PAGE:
lecture 7 (8) - brain and, in this way, reduce chemical...

Info iconThis preview shows page 1. Sign up to view the full content.

View Full Document Right Arrow Icon
Mirtazapine Definition Mirtazapine is most commonly used to treat depression. Mirtazapine is available in the United States under the trade names of Remeron and Remeron SolTab. Mirtazapine, sold under the trade name Remeron, is taken by mouth and swallowed whole. Remeron SolTabs should be allowed to dissolve in the mouth. No water is needed when taking the SolTabs, since these tablets disintegrate in saliva and are not swallowed whole. Purpose Mirtazapine is best known for treating depression. However, it may also be used for treating anxiety or to make people drowsy just before surgery. Description Mirtazapine is usually thought of as an antidepressant, or a drug that alleviates symptoms of depression. Approved by the Federal Drug Administration (FDA) in 1996, it is believed to alter the activities of some chemicals in the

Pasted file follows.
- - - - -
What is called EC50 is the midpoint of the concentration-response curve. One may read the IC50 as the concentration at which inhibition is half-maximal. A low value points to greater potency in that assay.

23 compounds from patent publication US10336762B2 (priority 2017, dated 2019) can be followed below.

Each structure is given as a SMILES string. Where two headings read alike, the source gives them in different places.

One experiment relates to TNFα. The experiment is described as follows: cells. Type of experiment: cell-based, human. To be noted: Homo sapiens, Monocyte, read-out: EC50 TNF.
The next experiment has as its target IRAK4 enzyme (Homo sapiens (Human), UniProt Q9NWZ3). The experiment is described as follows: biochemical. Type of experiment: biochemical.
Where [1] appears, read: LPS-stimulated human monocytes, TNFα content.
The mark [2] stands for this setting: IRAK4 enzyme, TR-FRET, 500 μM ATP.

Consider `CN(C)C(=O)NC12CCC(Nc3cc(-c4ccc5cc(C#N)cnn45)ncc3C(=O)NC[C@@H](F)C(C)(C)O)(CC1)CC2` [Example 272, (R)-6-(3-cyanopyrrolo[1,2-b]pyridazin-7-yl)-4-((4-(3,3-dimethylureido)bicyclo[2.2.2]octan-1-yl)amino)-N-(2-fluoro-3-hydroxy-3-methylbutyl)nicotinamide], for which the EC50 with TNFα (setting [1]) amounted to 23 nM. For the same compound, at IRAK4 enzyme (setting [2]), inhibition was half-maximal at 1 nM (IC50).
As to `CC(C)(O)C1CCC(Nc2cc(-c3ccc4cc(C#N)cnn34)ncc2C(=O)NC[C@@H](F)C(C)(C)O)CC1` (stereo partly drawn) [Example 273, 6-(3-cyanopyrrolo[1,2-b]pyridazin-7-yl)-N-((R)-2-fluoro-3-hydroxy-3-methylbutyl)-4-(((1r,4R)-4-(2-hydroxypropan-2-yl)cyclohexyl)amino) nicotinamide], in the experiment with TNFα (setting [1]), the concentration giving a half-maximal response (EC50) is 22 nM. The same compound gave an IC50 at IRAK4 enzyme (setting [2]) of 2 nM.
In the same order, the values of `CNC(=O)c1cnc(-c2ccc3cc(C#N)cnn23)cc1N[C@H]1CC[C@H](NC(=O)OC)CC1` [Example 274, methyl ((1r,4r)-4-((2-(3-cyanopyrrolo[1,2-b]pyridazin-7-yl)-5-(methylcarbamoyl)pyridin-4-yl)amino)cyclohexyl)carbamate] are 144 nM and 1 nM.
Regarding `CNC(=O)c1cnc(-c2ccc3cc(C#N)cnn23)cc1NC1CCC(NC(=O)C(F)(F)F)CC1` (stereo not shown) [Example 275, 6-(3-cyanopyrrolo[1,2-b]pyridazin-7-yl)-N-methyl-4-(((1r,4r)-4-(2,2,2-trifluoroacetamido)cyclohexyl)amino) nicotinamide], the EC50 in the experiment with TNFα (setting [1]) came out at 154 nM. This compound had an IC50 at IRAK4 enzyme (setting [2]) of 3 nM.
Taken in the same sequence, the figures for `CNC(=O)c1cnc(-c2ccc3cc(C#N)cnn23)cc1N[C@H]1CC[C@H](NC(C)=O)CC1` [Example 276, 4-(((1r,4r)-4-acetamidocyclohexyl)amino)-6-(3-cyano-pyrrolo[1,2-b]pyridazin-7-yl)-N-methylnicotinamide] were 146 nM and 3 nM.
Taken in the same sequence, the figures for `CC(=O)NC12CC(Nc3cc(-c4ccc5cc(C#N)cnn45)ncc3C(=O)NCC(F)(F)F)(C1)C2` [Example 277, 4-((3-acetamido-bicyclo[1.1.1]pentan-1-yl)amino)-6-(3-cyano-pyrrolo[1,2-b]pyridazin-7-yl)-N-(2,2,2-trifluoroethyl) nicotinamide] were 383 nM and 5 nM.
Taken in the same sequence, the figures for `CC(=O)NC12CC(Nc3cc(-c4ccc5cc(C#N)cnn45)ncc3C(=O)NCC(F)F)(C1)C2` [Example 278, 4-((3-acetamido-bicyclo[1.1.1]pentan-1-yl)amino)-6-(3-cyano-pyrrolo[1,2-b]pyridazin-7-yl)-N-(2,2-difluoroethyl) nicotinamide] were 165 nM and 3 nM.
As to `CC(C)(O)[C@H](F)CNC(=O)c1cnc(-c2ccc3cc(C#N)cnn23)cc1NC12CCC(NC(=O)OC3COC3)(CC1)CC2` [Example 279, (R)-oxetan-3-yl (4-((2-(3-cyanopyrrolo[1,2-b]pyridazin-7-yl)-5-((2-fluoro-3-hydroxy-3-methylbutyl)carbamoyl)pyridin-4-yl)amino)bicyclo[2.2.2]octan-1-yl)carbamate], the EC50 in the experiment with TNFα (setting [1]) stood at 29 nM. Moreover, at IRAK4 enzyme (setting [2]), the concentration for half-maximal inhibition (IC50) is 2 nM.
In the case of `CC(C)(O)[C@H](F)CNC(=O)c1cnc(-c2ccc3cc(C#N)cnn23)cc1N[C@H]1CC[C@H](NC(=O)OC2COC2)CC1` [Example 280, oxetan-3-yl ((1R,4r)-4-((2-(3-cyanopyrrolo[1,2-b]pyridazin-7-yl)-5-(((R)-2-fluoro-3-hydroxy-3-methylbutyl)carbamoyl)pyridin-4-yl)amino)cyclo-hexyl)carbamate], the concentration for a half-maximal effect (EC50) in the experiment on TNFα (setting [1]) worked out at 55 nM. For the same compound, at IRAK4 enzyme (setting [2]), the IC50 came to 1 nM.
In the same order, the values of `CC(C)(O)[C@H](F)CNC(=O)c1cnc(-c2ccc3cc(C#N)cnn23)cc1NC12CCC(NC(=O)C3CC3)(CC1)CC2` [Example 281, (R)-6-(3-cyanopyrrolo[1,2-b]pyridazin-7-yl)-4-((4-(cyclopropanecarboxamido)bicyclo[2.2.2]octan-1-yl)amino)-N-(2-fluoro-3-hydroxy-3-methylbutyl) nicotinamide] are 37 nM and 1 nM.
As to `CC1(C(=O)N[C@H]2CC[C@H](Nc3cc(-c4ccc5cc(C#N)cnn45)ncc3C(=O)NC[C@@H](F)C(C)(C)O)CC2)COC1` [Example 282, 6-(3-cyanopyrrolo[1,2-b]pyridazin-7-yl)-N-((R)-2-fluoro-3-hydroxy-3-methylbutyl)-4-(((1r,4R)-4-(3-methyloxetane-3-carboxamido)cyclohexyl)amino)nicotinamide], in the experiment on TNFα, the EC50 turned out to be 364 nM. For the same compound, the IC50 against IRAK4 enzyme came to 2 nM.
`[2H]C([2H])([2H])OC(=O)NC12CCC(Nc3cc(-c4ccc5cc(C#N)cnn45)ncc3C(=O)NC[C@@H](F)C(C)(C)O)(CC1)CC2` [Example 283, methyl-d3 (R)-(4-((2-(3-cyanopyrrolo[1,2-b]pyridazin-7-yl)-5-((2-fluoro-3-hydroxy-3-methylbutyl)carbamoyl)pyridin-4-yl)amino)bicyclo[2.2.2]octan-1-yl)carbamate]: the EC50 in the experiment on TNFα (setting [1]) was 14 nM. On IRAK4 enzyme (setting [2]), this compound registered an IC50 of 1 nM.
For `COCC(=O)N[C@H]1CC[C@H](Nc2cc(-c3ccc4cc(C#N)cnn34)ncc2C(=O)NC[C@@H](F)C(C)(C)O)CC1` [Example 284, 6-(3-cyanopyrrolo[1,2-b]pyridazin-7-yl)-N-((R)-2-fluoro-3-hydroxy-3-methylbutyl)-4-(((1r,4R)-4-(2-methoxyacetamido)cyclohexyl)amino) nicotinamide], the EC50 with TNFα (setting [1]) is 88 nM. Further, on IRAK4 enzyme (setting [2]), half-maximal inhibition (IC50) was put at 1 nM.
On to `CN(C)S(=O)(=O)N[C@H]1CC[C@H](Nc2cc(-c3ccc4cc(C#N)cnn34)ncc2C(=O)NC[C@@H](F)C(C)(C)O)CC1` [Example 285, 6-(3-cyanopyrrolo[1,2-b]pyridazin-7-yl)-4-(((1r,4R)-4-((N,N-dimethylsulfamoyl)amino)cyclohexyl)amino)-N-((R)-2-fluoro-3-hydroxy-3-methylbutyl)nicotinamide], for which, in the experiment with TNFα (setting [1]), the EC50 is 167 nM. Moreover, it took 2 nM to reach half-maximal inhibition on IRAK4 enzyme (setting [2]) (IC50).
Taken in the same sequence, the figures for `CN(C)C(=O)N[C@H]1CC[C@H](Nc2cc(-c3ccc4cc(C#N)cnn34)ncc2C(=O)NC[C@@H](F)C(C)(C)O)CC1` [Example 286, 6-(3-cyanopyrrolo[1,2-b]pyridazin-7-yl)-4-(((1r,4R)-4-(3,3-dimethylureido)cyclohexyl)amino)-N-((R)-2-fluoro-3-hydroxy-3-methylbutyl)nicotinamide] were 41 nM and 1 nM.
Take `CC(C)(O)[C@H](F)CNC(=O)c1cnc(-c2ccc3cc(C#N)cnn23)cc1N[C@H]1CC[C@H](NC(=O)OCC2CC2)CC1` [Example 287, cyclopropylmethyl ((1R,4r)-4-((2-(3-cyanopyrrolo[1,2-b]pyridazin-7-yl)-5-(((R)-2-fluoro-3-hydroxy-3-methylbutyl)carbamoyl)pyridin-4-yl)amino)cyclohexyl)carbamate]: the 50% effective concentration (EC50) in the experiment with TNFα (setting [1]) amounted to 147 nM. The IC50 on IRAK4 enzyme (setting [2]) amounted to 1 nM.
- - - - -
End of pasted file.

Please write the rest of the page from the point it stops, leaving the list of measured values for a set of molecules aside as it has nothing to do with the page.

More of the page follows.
Background image of page 1
This is the end of the preview. Sign up to access the rest of the document.

Unformatted text preview: brain and, in this way, reduce chemical imbalances responsible for causing depression and anxiety. As with all antidepressants, it may take several weeks of treatment before full beneficial effects are seen. Mirtazapine is broken down by the liver and eliminated from the body mostly by the kidneys. It is supplied in 15-, 30-, and 45-mg tablets. Recommended dosage The recommended initial dose of mirtazapine in 15 mg taken at bedtime. The dose may be increased in 15-mg increments every one or two weeks as needed until symptoms of depression or anxiety resolve. Typical doses range between 15 and 45 mg. Dosages above 45 mg per day are not recommended. Elderly people or those with liver or kidney disease should use mirtazapine carefully, since they may be more sensitive to some of the drug's side effects....
View Full Document

This note was uploaded on 02/28/2012 for the course PSY PSY2012 taught by Professor Scheff during the Fall '09 term at Broward College.

Ask a homework question - tutors are online